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Nowadays, there is awareness of what autism is and what the early signs of autism are.
For sure, there are many kinds, and regressive autism is one of them. Most parents understand and know how to identify the warning signs of this developmental disability in children.
However, there are instances when a supposed-to-be early normal development of a child starts to lose these skills as he grows older. In fact, just the changing facial expression and recognition that a child exhibits like smiling, cooing, babbling are milestones that parents eagerly await.
There are many books that tell parents when these milestones should be achieved, and when they're not, parents begin to wonder if there's something wrong with their child. In some instances, the child does exhibit these skills, and then just loses them. This sudden change is what regressive autism is all about.
Regressive autism is a rare condition wherein a child who appears to develop normally for the first three to four years, meeting all the physical, motor, social and communicative skill milestones, suddenly starts to lose these skills and is subsequently diagnosed with autism.
There has been no standard definition for regression, and the prevalence rate of regression may vary depending on the case observed. Some children may exhibit a combination of features, with some early delays and later losses, while others may exhibit evidence of a continuous range of behaviors between autism with and without regression.
Unlike the usual form of autism, regressive autism may develop for a number of years before the symptoms may appear.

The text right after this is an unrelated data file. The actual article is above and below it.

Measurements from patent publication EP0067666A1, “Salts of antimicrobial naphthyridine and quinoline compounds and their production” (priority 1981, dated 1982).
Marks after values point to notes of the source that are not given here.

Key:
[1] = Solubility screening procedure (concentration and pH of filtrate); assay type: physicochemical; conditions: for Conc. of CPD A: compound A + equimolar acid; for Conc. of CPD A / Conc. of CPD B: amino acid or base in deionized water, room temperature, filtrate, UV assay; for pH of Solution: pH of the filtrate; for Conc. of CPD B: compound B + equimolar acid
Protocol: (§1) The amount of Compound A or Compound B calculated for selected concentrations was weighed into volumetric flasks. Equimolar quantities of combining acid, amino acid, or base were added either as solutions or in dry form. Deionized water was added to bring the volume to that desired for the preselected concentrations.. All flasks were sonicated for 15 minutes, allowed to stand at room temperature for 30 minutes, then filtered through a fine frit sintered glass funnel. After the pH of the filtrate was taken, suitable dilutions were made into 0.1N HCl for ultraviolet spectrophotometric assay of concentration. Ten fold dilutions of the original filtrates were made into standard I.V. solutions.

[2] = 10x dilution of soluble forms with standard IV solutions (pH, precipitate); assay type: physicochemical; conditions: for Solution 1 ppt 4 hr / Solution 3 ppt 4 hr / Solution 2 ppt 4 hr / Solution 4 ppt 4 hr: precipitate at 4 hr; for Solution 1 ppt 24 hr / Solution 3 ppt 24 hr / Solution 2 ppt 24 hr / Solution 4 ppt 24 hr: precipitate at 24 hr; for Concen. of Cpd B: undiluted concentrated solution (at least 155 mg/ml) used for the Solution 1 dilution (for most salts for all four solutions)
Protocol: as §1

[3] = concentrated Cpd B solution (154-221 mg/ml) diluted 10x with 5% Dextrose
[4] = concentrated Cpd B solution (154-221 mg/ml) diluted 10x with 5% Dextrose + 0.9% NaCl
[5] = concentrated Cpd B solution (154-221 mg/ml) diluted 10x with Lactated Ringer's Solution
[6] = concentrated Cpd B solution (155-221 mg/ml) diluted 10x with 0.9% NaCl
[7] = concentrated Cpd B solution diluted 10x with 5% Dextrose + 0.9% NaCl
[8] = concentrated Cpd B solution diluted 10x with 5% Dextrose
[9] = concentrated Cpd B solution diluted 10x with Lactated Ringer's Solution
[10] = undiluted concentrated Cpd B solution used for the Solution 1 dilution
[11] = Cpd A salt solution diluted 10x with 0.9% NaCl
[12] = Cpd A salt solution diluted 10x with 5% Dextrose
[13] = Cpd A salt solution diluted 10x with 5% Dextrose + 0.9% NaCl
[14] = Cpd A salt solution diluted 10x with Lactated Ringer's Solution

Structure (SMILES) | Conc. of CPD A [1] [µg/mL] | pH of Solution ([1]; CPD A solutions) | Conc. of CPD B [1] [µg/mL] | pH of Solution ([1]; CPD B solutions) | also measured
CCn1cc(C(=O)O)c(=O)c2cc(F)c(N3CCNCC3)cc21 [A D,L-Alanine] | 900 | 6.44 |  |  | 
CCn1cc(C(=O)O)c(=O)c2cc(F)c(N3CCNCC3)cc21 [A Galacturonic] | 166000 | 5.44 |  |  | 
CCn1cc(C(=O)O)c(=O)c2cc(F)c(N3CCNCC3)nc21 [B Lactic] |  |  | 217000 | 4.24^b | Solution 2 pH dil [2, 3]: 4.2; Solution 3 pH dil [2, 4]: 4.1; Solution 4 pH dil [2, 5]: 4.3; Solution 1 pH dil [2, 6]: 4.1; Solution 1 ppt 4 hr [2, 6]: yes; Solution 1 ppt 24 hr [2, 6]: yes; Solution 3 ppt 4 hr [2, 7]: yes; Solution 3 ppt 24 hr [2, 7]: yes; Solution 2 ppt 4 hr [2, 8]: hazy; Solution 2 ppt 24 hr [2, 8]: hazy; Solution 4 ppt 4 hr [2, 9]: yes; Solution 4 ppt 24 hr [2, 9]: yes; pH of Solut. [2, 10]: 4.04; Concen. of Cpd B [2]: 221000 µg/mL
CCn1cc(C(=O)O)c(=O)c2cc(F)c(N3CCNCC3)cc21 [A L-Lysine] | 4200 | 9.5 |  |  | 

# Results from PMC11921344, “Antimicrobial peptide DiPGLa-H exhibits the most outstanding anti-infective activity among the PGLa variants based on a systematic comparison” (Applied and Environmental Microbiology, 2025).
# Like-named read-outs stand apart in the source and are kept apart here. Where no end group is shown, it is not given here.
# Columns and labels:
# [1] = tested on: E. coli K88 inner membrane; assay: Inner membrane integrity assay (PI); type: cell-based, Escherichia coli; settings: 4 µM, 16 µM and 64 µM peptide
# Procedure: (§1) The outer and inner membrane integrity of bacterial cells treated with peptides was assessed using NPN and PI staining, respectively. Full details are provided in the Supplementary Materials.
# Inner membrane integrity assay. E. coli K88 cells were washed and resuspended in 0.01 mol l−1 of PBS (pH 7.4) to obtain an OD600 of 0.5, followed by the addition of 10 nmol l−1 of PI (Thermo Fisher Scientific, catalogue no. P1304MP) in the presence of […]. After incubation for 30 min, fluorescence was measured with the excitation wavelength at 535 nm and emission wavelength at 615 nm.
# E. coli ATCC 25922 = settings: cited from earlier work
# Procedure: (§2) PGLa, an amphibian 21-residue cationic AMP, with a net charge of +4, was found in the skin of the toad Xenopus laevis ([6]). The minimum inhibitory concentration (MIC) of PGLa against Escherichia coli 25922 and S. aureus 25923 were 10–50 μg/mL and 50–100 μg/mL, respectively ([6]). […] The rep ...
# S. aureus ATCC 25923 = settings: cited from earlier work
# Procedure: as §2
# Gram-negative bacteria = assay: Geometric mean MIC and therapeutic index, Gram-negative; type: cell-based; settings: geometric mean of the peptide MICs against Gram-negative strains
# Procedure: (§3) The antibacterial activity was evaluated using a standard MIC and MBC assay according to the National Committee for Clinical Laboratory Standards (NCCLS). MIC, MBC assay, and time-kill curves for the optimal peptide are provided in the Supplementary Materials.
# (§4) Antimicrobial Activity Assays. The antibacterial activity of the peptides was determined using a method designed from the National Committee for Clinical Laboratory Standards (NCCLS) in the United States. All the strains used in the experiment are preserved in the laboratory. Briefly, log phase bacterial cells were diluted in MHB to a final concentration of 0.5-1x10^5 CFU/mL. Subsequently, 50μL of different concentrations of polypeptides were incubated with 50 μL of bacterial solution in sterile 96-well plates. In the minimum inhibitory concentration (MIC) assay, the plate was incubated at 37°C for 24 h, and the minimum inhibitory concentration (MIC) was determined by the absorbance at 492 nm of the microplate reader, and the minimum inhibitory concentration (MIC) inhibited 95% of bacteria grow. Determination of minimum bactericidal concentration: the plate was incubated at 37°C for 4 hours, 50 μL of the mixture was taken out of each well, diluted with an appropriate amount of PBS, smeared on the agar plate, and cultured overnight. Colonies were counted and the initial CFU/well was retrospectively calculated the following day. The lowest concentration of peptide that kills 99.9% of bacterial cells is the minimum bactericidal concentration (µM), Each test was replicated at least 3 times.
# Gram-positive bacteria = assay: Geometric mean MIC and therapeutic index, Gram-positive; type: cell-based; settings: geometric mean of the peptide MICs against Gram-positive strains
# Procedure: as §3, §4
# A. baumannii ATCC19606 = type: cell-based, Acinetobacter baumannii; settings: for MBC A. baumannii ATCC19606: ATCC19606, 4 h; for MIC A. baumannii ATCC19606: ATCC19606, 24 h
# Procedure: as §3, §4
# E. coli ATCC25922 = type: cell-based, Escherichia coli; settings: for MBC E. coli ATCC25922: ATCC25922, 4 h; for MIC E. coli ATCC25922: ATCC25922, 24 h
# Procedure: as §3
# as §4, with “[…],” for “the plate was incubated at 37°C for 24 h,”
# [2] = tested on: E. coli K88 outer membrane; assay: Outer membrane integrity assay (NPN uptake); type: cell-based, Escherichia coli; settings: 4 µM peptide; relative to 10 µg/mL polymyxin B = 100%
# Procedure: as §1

Although classic autism does usually present symptoms during the first couple of years of life, the symptoms of regressive autism do not show up for a few years. Its symptoms are similar to classic autism. These include loss of communication, language and social interaction skills, diminished new acquired skills, oversensitivity to certain elements like sound and lights, inability to feel pain or discomfort, impairment of motor skills, potential development of seizures.
Some doctors also see an impairment, though not severe, of the child's immune system functions. This has to be one of the more frightening symptoms for parents, because it leaves the child vulnerable to diseases. These symptoms can also be seen on other forms of autism. However, these may vary greatly in severity when speaking of regressive autism as the main disorder of the child.
Although the signs and symptoms of regressive autism is the same with the usual autism, the two disorders are very dissimilar. The symptoms presented by regressive autism appear much later than those of classic autism. Children with late onset of autism have met most of the developmental milestones on time within their first three years of life.
Once certain skills are developed, they begin to disappear quite suddenly. The regression of the child's physical and social skills. The language and conversational ability, and of course, coping skills can be quite profound, impairing those once fully developed skills of a child. This sudden change is very stressful to parents, making regressive autism difficult to accept and understand.
Children, who are experiencing regressive autism, as well as the other forms of autism, should undergo treatment as soon as possible. The treatment regimen includes supplements, behavioral therapy, dietary intervention, supplements, control of recurrent infections, and the development of educational plans.
These set of treatment modalities will help parents deal with their child’s behavioral problem.